GDP stats: Economy grows, but not enough to secure jobs and long-term recovery

South Africa’s economy grew for the fourth consecutive quarter, expanding 1.2% in the second quarter of 2021. 

But the economy is still 1.4% smaller than it was before the Covid-19 pandemic — which caused it to contract 6.4% last year — and an expansion of 1.2% is not enough to drive sustained growth and employment, analysts say.

According to GDP data released by Statistics South Africa on Tuesday, economic growth was driven mainly by gains in the transport, storage and communication industry, which increased 6.9% in the second quarter.

Other gains were made in the agriculture, forestry and fishing industry (6.2%) and the personal services industry (2.5%); the trade, catering and accommodation industry increased 2.2% and mining  was up 1.9%.

However, there were declines in construction — which decreased 1.4% in the second quarter — as well as manufacturing and finance sector activity. 

The manufacturing industry decreased 0.8% in the second quarter, deducting 0.1 of a percentage point from GDP growth. Six of the 10 manufacturing divisions reported negative growth rates in the second quarter, according to Stats SA.

Finance, real estate and business services decreased 0.4% in the second quarter.

Citibank economist Gina Schoeman said that, at a glance, the second-quarter GDP increase was not robust enough to support long-term economic growth and drive employment. 

According to the most recent figures, South Africa’s unemployment rate stands at a whopping 34.4% as of the second quarter. This is the highest jobless rate on a global list of 82 countries monitored by Bloomberg.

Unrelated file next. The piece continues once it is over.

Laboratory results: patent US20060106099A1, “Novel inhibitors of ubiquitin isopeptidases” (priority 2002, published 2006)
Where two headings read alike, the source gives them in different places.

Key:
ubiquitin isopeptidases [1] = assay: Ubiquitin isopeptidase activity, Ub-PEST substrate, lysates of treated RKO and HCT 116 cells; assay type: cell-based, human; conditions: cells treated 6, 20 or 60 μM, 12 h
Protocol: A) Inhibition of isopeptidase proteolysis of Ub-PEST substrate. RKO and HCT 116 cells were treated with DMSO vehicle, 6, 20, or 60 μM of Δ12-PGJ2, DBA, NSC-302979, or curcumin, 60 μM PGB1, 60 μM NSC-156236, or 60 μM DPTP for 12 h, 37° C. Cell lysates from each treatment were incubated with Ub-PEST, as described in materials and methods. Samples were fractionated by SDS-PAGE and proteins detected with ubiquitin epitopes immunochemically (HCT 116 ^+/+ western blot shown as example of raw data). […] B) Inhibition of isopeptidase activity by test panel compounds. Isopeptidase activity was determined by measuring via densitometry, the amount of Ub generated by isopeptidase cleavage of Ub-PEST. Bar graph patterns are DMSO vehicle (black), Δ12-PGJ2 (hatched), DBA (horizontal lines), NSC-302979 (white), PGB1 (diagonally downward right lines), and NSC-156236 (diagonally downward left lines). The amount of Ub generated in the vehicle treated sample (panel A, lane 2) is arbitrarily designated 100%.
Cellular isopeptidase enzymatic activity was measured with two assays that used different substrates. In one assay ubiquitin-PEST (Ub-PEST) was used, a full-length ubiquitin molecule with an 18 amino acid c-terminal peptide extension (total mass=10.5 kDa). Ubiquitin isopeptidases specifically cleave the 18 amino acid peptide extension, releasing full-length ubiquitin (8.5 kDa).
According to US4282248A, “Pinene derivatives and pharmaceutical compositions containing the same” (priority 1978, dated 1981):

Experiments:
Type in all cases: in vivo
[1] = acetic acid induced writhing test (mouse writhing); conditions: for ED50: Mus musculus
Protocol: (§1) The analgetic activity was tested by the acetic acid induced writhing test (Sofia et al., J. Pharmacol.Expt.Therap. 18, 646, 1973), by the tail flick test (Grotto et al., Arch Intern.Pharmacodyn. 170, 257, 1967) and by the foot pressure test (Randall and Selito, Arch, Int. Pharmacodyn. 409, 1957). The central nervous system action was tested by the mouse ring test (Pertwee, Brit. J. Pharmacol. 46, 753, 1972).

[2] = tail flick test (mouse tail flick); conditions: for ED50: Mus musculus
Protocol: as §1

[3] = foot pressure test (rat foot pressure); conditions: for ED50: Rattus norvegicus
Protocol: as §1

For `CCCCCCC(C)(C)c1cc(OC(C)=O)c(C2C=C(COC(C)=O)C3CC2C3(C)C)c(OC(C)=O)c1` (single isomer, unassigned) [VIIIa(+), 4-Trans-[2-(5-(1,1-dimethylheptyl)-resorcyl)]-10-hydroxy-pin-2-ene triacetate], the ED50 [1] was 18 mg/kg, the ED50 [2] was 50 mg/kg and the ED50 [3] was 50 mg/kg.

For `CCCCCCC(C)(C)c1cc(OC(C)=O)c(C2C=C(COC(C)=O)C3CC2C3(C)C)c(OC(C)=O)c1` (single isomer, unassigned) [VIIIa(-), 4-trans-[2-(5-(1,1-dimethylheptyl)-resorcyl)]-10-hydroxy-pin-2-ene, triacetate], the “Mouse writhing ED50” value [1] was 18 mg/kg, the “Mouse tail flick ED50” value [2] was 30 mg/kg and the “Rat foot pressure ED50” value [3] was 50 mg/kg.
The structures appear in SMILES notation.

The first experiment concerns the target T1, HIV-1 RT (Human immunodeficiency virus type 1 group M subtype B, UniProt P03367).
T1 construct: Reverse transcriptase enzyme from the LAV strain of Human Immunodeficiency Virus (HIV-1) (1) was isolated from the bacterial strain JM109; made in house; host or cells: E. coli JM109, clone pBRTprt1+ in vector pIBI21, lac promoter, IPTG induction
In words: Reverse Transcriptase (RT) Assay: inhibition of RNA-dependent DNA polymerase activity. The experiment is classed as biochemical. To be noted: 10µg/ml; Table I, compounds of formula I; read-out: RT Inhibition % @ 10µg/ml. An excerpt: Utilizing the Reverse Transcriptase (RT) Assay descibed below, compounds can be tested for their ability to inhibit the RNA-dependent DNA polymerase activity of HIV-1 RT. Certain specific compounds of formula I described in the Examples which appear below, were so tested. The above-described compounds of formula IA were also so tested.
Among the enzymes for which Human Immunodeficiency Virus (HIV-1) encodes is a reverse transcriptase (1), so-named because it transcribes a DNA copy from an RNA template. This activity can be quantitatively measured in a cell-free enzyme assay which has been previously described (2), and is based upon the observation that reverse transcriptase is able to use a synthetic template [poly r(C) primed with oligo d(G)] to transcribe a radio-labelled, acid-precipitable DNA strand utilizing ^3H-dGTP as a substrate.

“Sustained growth and employment is both about how much growth you are creating, but also about the composition of that growth,” Schoeman said.

“You need growth to come from sectors, in a sustainable way, that are labour intensive. So for now it helps that mining is still performing … The problem is how sustainable this growth is. Mining, for example, is obviously being driven very well by commodity prices and global trade. 

“But whether that is sustainable, depends on what your view is on that cycle. And also whether South Africa has a firm enough economic outlook so that the profits from that cycle are used to expand businesses down here,” she added.

Stats SA noted in its GDP release that there was increased production reported for platinum group metals, which have experienced a massive uptick in demand amid the commodity cycle.

Momentum economist Sanisha Packirisamy noted that data suggests commodity prices have lost steam in the third quarter. “We had a big sort of push in the second quarter and will probably see in the current account numbers [coming out on Thursday] a record surplus on the back of the trade numbers looking good,” she said.  “And that would be on the back of exports looking good because of what we’ve seen in commodity prices.

“But going forward, and especially going into next year, we expect commodity prices to roll over further.”

It is unlikely jobs will recover at the same pace as GDP growth, especially amid the decline in semi-skilled jobs and in the manufacturing sector, Packirisamy said.

She added that third-quarter growth was likely to be “very soft, if not negative” as a result of stricter Covid-19 lockdown regulations and the looting and unrest that hit Gauteng and Kwa-ZuluNatal in July. “That is going to shave off a significant portion of growth, because the two economic hubs that were affected account for half of the country’s GDP,” she said.

“So I am not convinced that the momentum behind the GDP growth will continue into the third quarter. I think we are going to see a deterioration in the third quarter before slightly picking up in the fourth quarter.”

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Sarah Smit
Sarah Smit
Sarah Smit is a general news reporter at the Mail & Guardian. She covers topics relating to labour, corruption and the law.

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